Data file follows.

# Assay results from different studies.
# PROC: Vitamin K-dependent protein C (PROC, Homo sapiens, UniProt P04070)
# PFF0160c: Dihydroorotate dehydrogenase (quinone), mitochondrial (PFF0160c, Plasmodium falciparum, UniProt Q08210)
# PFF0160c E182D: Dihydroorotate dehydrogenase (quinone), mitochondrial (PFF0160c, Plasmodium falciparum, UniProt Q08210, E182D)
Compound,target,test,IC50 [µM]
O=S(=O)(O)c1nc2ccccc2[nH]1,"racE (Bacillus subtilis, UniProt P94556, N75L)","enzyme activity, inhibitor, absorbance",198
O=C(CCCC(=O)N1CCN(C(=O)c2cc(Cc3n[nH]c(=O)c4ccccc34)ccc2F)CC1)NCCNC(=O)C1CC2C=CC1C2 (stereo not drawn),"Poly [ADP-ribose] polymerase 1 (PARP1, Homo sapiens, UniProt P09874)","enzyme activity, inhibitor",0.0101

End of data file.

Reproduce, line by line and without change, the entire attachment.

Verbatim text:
# Assay results from different studies.
# PROC: Vitamin K-dependent protein C (PROC, Homo sapiens, UniProt P04070)
# PFF0160c: Dihydroorotate dehydrogenase (quinone), mitochondrial (PFF0160c, Plasmodium falciparum, UniProt Q08210)
# PFF0160c E182D: Dihydroorotate dehydrogenase (quinone), mitochondrial (PFF0160c, Plasmodium falciparum, UniProt Q08210, E182D)
Compound,target,test,IC50 [µM]
O=S(=O)(O)c1nc2ccccc2[nH]1,"racE (Bacillus subtilis, UniProt P94556, N75L)","enzyme activity, inhibitor, absorbance",198
O=C(CCCC(=O)N1CCN(C(=O)c2cc(Cc3n[nH]c(=O)c4ccccc34)ccc2F)CC1)NCCNC(=O)C1CC2C=CC1C2 (stereo not drawn),"Poly [ADP-ribose] polymerase 1 (PARP1, Homo sapiens, UniProt P09874)","enzyme activity, inhibitor",0.0101